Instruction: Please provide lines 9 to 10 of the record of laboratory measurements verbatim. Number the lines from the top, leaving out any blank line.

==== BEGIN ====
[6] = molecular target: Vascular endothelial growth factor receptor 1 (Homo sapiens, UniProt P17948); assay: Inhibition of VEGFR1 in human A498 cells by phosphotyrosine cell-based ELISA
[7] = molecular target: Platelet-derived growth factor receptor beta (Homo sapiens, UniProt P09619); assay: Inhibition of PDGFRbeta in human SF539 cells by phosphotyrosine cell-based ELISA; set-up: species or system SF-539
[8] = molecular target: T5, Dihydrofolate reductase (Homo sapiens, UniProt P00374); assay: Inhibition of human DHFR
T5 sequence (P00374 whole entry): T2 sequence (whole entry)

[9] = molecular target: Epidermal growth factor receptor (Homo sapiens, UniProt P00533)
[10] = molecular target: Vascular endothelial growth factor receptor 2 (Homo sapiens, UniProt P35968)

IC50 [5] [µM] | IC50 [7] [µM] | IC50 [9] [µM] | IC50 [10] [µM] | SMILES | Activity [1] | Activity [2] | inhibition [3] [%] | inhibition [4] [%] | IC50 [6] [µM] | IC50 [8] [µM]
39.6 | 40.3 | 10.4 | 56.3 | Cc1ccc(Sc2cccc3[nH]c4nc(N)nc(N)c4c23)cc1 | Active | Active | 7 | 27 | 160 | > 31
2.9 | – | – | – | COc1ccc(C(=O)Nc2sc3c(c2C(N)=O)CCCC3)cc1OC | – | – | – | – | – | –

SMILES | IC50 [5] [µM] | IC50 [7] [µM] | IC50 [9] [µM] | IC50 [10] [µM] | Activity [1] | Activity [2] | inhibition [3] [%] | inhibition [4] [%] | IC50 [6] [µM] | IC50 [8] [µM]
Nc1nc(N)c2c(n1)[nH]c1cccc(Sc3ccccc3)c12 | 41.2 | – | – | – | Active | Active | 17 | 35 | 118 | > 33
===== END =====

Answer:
2.9 | – | – | – | COc1ccc(C(=O)Nc2sc3c(c2C(N)=O)CCCC3)cc1OC | – | – | – | – | – | –

SMILES | IC50 [5] [µM] | IC50 [7] [µM] | IC50 [9] [µM] | IC50 [10] [µM] | Activity [1] | Activity [2] | inhibition [3] [%] | inhibition [4] [%] | IC50 [6] [µM] | IC50 [8] [µM]